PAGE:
Designed to discreetly work in harmony with the surrounding environment, the unconventional architecture of this home frames different views of the St. Lawrence river, inviting the residents to fully experience changes in the weather.

This home’s owner has worked in the Cornwall region for over 20 years and used to commute daily from Montréal until his children left home. “We were lucky to find a nice location right on the river. Once we found it, we looked for an architect and everything went rather quickly. We immediately hit it off with Alain Carle, and the project went off without a hitch,” he recounts.

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Architecte, Alain Carle; design intérieur, François Bérubé; aménagement paysager, Carlos Ipser; entrepreneur, Bourgon Construction; revêtement béton et aluminium, Longboard; fenêtres, Alcora
Vienneau Larrivée
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The couple had owned a lovely traditional home in the city and wanted a radically different style of house for their move to this Ontario peninsula. “We wanted something beautiful and modern that fit into the landscape. In the end, we gave the architect a list of our practical needs and basically trusted him to come up with the design.”

For Alain Carle, environmental characteristics always provide the starting point for the architecture. “The site is located on an artificial peninsula that was added to an existing island to manage water levels. It is very exposed to the wind and this constraint meant working to create a project that could act as a counterbalance to the wind,” explains the architect. As a result, the building includes large concrete walls complemented by metal elements that act as windbreaks. “There is a large protective wall at every door to the home. The house doesn’t really have a front and back side—it is like a sculpture on the landscape.” There are also interior courtyards that create microclimates, becoming focal points.

Fireplace, Stûv
Un Fauteuil Pour Deux
Veuve Clicquot
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Sofa, Roche Bobois; armchair and tables, Minotti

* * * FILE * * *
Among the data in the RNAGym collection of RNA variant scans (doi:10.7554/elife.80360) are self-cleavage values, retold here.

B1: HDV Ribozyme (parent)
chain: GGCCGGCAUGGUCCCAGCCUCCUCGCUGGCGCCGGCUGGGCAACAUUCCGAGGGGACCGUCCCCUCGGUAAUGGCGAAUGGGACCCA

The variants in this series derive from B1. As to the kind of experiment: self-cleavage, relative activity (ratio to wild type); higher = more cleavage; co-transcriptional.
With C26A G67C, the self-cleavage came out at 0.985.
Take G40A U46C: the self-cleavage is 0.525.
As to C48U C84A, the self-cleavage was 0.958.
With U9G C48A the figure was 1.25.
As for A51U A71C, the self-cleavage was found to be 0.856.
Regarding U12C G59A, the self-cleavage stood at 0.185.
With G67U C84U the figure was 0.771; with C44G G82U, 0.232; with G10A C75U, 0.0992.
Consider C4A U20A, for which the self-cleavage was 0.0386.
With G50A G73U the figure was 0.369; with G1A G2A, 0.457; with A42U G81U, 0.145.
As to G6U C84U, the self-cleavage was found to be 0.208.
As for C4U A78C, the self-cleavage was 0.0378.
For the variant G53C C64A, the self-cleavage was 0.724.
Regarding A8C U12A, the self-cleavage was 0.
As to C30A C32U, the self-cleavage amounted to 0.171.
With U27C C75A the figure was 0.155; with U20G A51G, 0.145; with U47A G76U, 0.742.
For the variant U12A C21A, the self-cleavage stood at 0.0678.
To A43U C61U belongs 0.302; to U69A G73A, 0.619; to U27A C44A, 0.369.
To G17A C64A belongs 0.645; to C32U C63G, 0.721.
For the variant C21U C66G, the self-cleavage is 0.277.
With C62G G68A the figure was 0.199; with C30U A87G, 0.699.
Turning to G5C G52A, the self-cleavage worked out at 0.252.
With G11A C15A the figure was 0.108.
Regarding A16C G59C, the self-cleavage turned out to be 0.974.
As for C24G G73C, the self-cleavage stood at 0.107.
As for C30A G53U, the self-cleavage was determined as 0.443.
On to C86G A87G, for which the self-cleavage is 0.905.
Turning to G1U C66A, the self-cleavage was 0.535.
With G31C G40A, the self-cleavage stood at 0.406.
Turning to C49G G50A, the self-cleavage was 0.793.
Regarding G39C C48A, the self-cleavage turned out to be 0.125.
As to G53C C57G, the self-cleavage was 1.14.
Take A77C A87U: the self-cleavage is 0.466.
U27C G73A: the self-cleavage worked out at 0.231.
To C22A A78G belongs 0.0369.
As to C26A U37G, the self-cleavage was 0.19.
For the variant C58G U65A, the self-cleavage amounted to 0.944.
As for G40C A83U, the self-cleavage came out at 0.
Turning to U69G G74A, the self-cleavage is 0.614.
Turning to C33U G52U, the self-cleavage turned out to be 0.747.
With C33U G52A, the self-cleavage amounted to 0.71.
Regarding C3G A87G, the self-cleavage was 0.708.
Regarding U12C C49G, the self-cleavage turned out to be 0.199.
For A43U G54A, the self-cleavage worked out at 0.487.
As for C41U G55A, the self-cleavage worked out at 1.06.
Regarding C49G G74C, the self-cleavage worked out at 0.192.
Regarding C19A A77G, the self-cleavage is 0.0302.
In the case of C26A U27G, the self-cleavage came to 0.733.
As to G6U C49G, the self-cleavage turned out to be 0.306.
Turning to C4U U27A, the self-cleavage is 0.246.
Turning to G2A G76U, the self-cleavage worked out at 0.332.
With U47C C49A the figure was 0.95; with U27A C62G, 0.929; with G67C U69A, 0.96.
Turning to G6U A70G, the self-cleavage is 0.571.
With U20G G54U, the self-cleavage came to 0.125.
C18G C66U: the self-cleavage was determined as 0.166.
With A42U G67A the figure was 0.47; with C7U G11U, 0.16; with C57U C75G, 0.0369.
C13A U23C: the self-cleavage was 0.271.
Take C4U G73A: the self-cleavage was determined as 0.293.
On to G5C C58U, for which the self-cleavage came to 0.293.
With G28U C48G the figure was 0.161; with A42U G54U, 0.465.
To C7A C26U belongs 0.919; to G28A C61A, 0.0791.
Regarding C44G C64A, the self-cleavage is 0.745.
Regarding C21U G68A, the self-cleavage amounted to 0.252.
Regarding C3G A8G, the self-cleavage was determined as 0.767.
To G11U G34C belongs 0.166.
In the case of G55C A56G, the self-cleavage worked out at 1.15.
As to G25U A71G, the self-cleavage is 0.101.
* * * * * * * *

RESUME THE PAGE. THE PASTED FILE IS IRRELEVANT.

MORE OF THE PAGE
The living room was lowered in comparison to the rest of the house so that one is greeted by views of the horizon when entering the space, rather than by the furniture.

Alain Carle, Architect

The landscape on the horizon is broken up into several fragments when one is inside. The idea is to completely blur the boundary between in and outdoors, and this objective is reinforced by the choice of a contemporary, understated interior design. The owners wanted an uncluttered look that would tie in with the flat landscape surrounded by water. This horizontal dominance runs through the entire project, and natural light filtered through the louvred skylights creates a play of light and shadow. The material language of glass, plain white walls, and the unobtrusive kitchen cabinets contrasts with darker elements made of black walnut, like the imposing bookshelf. In this elegantly simple world, everything is designed to be as minimal as possible to maintain the focus on the landscape.

Photos Adrien Williams

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Kitchen design, Cedar Ridge Designs; appliances, Miele; counter stools, Bassam Fellows
Millwork, Cedar Ridge Designs; glass, Vitrerie Pierrefonds; lighting, Sistemalux; louvres, Alcora; Saarinen Executive Chairs (armchairs and side chairs), Knoll; Cross Fixed Table, Case Furniture; architectural lighting, iGuzzini
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